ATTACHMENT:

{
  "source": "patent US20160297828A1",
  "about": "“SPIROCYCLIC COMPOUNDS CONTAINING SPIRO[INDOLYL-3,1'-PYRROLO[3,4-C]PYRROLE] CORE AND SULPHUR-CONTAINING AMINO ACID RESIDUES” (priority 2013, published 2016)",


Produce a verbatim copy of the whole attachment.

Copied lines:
{
  "source": "patent US20160297828A1",
  "about": "“SPIROCYCLIC COMPOUNDS CONTAINING SPIRO[INDOLYL-3,1'-PYRROLO[3,4-C]PYRROLE] CORE AND SULPHUR-CONTAINING AMINO ACID RESIDUES” (priority 2013, published 2016)",